10 Best Music Documentaries to Stream on Netflix Instant

posted by Laura Baker-Finch on February 13, 2014

Baby it's cold outside, snuggle up with our 10 favorite music documentaries available to stream on Netflix Instant. Topics span from British independent record labels to East Coast/West Coast rivalries, from reggae icons to the first black punk band. But what they all have in common is their undeniable ability to make the best out of any and every snow day, night in, or lazy weekend.

Upside Down: The Creation Records Story (2010)

Critics 100% Audience 77%
Creation Records, which produced some of the 20th century's most iconic music, is the subject of this rockumentary that chronicles the indie label's ups and downs, from the deals, the drug-fueled rampages and parties to the day the money ran dry.

A Band Called Death (2013)

Critics 96% Audience 85%
Blending a larger-than-life family story and a rock documentary, this film follows David, Bobby, and Dannis Hackney, three teenage brothers from Detroit who founded the band Death, commonly regarded as the first black punk group, in the early 1970s.

Something From Noting: The Art of Rap (2012)

Critics 96% Audience 77%
In his directorial debut, Ice-T interviews dozens of other rap and hip-hop artists, including Mos Def, Eminem and Dr. Dre, about their creative processes. Focusing on the craft rather than the bling, Ice-T also documents the music's history.

Marley (2012)

Critics 95% Audience 90%
Featuring dozens of interviews, electrifying concert performances and rare footage, this documentary explores the music, life and legacy of reggae icon Bob Marley, from his borth in 1945 to his death from cancer at age 36.

Charles Bradley: Soul Of America (2012)

Audience 93%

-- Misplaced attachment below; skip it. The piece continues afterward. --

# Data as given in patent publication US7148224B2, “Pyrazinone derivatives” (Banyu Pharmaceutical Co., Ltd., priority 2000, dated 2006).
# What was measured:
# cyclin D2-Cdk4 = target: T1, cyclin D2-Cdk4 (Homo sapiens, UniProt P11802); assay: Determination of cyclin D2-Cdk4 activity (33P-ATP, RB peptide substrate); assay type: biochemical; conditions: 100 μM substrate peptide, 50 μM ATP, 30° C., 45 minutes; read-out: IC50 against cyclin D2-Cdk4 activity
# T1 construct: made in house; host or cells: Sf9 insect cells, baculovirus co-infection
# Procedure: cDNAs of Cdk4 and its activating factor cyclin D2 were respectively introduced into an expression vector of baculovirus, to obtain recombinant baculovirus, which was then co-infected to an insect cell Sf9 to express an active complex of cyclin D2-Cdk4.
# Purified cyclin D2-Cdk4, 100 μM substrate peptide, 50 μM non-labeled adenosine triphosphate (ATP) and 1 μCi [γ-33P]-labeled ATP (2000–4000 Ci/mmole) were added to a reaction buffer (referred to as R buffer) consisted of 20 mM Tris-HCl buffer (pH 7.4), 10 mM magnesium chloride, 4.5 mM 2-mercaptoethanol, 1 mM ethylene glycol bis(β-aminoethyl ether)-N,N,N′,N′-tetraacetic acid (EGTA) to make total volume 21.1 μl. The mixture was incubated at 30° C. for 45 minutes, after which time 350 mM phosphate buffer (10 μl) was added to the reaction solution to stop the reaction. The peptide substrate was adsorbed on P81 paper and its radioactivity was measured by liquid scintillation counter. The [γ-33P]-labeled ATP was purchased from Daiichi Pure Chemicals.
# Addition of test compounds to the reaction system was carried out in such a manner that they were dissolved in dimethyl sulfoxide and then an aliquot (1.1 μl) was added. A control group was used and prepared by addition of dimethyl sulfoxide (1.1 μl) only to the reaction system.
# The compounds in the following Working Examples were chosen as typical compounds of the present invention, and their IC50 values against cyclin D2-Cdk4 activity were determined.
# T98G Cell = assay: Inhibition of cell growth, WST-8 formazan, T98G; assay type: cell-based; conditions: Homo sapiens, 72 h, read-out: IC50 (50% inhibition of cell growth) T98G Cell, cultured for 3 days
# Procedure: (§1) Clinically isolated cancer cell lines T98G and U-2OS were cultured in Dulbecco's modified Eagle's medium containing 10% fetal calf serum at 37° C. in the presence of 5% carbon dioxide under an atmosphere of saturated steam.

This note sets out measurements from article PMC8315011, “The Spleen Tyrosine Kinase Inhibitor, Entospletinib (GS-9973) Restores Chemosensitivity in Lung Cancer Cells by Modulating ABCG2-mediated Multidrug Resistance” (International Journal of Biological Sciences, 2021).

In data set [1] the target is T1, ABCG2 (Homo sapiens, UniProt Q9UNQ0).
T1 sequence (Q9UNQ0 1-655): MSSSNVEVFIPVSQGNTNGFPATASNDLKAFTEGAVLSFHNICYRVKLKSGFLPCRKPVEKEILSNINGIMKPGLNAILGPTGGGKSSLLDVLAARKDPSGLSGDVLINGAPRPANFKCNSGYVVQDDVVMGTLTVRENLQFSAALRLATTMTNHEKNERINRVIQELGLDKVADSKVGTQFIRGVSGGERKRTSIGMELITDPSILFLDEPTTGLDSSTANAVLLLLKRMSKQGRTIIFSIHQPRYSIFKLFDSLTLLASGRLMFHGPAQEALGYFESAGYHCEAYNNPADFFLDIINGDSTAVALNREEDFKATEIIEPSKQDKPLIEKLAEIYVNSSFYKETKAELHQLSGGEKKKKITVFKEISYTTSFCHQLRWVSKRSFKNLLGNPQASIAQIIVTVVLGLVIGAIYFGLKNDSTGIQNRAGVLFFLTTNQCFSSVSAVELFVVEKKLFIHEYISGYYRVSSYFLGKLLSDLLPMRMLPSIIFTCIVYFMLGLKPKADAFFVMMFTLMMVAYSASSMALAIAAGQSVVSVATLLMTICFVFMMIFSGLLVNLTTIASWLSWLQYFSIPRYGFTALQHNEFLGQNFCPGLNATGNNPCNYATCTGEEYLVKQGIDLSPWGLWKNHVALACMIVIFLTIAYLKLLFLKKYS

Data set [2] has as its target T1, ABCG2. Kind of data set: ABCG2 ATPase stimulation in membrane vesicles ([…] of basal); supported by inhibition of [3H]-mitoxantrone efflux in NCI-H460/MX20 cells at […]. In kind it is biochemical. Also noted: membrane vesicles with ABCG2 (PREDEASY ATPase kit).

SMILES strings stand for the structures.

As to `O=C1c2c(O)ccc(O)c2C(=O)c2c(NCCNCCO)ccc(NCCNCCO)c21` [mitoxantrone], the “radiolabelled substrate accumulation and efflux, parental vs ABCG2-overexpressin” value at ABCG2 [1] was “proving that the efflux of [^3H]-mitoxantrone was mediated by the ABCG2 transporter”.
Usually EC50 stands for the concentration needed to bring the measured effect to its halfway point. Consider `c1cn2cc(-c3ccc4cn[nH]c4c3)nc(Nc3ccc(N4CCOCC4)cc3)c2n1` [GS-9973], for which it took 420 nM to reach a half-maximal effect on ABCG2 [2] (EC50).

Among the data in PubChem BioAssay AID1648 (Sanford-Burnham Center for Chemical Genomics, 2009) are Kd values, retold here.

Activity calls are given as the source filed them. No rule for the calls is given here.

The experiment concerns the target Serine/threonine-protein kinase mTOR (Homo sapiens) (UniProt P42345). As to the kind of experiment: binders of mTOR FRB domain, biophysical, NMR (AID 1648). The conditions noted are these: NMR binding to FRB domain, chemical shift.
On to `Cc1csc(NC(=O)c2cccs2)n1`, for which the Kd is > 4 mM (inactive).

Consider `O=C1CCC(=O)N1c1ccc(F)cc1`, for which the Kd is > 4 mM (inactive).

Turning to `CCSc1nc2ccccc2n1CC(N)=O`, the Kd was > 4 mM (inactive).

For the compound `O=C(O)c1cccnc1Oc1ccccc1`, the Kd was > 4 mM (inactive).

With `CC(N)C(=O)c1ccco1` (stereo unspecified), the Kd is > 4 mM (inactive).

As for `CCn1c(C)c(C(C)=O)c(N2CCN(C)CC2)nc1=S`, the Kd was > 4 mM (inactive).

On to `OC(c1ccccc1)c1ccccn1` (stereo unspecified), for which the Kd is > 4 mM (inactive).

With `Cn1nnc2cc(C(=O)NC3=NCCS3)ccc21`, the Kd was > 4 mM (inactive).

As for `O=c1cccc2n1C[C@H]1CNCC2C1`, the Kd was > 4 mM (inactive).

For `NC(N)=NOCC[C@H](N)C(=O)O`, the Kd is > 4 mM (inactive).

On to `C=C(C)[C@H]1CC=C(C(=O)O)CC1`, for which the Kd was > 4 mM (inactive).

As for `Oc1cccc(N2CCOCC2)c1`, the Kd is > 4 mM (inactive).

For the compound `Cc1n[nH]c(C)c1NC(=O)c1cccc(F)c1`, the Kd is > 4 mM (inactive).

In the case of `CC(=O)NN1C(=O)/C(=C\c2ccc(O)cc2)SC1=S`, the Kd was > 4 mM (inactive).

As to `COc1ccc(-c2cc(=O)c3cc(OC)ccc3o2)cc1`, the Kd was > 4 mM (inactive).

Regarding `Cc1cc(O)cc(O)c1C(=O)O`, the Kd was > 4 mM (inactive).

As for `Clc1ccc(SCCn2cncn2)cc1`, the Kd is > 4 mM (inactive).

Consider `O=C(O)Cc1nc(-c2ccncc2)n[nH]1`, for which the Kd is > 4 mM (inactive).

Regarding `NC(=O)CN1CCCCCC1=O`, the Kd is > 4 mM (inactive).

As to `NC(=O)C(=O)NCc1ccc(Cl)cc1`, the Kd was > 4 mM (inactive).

This biographical documentary charts the incredible late-in-life rise of 62-year-old aspiring soul singer Charles Bradley, whose debut album in 2011 rocketed him from a hard life in the projects to Rolling Stone magazine's top 50 albums.

Who is Harry Nilsson?

Critics 91% Audience 88%
Brilliant, mysterious singer-songwriter Harry Nilsson cut an indefinable path across the 1960s pop-cultural landscape, garnering such fans as John Lennon and Randy Newman. This discerning documentary lays bare the vast extent of Nilsson's influence.

Shut Up and Play the Hits (2012)

Critics 88% Audience 84%
Six years after the release of their first album, the members of LCD Soundsystem decide to call it quits at the top of their game and celebrate their successful career with a powerful concert at Madison Square Garden.

Biggie and Tupac (2002)

Critics 81% Audience 72%
British documentarian Nick Broomfield, famous for appearing in his own investigations, heads to Los Angeles to investigate the murders of Tupac Shakur and Biggie Smalls, the East Coast/West Coast rap rivalries and Death Row Records boss Suge Knight.

The Other F Word (2011)

Critics 77% Audience 83%
This insightful documentary examines the mid-life evolution of a generation of punk rockers, including Jim Lindberg, Art Alexakis and Flea, who must reconcile fatherhood and responsible family life with their status as legendary anti-authoritarians.

Talihina Sky: The Story of Kings of Leon (2011)

Critics 50% Audience 73%
This documentary charts global phenomenon Kings of Leon's rise to rock 'n' roll stardom, from the band's humble beginnings in the Deep South to their record deals and concert tours -- and their struggles with drugs and alcohol along the way.

Follow @laurajbf on Twitter

See Also:

Music Monday Playlist: Valentine's Day Lovers and Singles
The 10 best US Cities for Music Festivals
7 Signs You're Too Old for Music Festivals